Thursday, October 23, 2008

Revelation 9:1-12

As we continue our reading of the book of Revelation today, let me remind you again that this is apocalyptic literature where numbers and symbols and dramatic events all have a larger meaning. You will remember we also said that the rest of the Bible gives us the means to decipher the “code” and understand what John is saying. In addition to these two principles, we also we need to remember the context in which John was writing (more on that in a moment).

Today’s verses are part of the graphic depiction of God’s response to the prayers of his saints that was pictured for us in chapter 8: 1-5. As we have already noted, the trumpet plagues which continue here recall the Exodus plagues. Those plagues were not for the purpose of punishment, but penitence. They were not designed simply to make Pharaoh suffer, but to change his mind.

A locust army also recalls the first two chapters of Joel. Interestingly enough, those chapters sound a call to repentance as well.

When these verses were written, the church was being persecuted by Rome much like their ancestors were persecuted in Egypt. The meaning of these verses, therefore, is clear: God once again calls for the people of the earth to repent.

But when they don’t—when they square off with God, in bold opposition to Him (notice the locusts only attack those who do not bear the seal of God upon their foreheads), the result is terrible (with the word “terror” very much in focus). The day will come where the people of the earth who are hostile to God and his purposes will face the consequences of their actions even as Pharaoh did before them.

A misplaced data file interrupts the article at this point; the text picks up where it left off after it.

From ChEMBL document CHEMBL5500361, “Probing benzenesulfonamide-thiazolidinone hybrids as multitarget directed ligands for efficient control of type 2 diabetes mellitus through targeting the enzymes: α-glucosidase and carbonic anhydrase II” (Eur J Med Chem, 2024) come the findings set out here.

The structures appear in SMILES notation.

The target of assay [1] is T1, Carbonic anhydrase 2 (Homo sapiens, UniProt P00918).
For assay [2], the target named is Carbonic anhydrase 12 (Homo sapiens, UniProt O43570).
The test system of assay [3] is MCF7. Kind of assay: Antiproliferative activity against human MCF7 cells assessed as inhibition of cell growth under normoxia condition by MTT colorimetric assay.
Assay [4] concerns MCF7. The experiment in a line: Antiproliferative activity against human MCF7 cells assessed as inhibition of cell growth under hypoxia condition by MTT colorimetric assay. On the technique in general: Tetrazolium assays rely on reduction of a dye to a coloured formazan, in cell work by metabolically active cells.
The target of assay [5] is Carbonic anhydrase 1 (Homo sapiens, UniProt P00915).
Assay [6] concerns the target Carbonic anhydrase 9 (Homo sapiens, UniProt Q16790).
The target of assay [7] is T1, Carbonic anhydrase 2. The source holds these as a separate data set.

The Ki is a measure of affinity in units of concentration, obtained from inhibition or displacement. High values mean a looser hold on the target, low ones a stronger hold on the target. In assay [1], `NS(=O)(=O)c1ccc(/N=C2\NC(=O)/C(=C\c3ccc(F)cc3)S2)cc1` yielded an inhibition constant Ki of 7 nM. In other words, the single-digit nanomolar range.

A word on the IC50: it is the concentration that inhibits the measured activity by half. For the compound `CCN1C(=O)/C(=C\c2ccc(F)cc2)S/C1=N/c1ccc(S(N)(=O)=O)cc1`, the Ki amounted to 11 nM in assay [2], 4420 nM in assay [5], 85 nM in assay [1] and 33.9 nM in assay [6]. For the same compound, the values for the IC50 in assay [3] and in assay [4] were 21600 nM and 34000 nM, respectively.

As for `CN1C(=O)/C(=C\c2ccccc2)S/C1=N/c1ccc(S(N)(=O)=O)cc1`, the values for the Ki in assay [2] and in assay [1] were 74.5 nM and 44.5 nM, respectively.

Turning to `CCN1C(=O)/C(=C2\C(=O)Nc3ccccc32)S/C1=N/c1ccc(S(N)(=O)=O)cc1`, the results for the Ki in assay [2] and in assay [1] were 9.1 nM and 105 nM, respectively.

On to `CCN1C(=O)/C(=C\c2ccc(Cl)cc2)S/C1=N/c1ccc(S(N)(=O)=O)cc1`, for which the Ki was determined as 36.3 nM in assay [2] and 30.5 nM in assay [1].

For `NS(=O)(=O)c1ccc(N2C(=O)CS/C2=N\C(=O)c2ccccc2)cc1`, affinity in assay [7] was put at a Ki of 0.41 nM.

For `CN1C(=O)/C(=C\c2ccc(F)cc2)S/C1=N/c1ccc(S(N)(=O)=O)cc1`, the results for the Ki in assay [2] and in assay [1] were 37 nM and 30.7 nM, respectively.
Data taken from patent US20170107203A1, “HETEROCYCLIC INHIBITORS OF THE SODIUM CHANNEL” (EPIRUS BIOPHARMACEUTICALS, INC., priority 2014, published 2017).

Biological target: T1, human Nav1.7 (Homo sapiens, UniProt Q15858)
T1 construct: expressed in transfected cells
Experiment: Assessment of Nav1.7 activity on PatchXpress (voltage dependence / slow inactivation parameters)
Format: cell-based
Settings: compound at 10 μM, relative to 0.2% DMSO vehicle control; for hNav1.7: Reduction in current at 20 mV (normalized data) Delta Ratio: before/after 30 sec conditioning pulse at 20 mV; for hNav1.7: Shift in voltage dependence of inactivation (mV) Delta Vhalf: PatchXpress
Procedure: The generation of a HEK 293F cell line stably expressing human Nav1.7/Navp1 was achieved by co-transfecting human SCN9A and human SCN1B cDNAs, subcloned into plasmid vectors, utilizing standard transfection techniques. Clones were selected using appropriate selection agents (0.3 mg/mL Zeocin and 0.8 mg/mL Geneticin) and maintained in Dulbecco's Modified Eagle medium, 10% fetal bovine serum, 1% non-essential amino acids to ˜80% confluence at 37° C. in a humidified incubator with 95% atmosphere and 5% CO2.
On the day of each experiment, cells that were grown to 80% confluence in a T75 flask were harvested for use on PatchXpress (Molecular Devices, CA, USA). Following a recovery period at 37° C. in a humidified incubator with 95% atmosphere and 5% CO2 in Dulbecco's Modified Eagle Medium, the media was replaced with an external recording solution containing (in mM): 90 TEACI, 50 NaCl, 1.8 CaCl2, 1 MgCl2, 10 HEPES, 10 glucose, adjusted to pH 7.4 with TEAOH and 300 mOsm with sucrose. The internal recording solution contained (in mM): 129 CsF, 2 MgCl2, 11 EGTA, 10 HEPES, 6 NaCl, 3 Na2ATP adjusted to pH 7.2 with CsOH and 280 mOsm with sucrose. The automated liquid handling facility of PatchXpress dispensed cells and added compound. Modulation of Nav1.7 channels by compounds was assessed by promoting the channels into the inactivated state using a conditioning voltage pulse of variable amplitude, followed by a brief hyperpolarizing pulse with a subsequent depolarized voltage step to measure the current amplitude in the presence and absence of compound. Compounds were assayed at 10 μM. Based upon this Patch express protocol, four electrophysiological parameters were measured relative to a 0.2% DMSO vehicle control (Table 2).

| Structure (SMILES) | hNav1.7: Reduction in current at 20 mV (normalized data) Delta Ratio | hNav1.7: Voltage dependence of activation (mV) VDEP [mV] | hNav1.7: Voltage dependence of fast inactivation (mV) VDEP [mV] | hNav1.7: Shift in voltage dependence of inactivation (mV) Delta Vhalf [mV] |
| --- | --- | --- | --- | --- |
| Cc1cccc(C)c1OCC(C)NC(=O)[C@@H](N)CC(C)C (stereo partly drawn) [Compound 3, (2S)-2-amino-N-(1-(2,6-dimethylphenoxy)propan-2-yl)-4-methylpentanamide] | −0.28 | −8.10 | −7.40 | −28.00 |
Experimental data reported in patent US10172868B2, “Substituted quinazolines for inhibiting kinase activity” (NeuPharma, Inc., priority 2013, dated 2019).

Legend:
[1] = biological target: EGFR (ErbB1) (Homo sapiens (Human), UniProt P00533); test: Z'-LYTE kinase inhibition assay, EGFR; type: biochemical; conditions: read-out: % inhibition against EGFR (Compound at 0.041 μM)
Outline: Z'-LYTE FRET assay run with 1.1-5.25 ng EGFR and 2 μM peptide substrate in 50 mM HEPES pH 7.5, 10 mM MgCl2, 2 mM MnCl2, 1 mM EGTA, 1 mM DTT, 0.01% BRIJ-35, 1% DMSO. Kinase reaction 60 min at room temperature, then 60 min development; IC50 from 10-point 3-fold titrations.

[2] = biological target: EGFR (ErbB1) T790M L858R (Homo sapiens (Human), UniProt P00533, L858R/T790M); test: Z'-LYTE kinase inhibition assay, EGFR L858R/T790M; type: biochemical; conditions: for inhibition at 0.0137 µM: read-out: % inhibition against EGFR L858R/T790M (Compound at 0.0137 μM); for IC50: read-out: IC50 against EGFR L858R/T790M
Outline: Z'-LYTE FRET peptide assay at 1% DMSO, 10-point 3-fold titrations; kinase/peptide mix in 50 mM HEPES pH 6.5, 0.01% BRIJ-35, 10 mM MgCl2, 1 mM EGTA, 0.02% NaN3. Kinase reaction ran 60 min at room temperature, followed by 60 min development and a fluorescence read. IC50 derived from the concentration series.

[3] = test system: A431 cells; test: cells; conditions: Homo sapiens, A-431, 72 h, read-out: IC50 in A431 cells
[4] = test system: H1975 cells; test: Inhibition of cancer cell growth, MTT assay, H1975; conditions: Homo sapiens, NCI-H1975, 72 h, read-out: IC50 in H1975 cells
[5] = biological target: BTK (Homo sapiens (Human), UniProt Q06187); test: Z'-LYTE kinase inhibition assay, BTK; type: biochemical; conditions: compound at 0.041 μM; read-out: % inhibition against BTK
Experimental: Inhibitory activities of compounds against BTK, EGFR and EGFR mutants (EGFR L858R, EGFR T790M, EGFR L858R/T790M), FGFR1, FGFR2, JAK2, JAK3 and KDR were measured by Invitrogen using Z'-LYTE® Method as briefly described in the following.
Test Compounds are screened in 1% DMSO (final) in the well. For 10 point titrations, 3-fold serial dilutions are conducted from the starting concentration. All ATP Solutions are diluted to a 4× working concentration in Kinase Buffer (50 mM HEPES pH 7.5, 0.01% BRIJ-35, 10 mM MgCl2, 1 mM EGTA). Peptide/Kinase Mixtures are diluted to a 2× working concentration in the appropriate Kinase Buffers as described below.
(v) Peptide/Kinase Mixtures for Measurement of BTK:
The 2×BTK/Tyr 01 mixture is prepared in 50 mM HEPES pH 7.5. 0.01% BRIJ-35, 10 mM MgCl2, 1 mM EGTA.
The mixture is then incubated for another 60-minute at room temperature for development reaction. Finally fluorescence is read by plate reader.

What is the message for us?

One is certainly the power and importance of prayer. Are we praying for the world? For the church? For the people around us?

But second, I think, is this graphic picture of a life lived at odds with God and his ways. It is not a pretty picture.

Is God speaking to us about areas of our life where we need to repent? If so, we would do well to listen, to bring our life into line with His life so that we bear the seal of God upon our forehead (an image of life lived in harmony with God’s ways; our thoughts in harmony with His thoughts). It is infinitely preferable to the sting of locusts!

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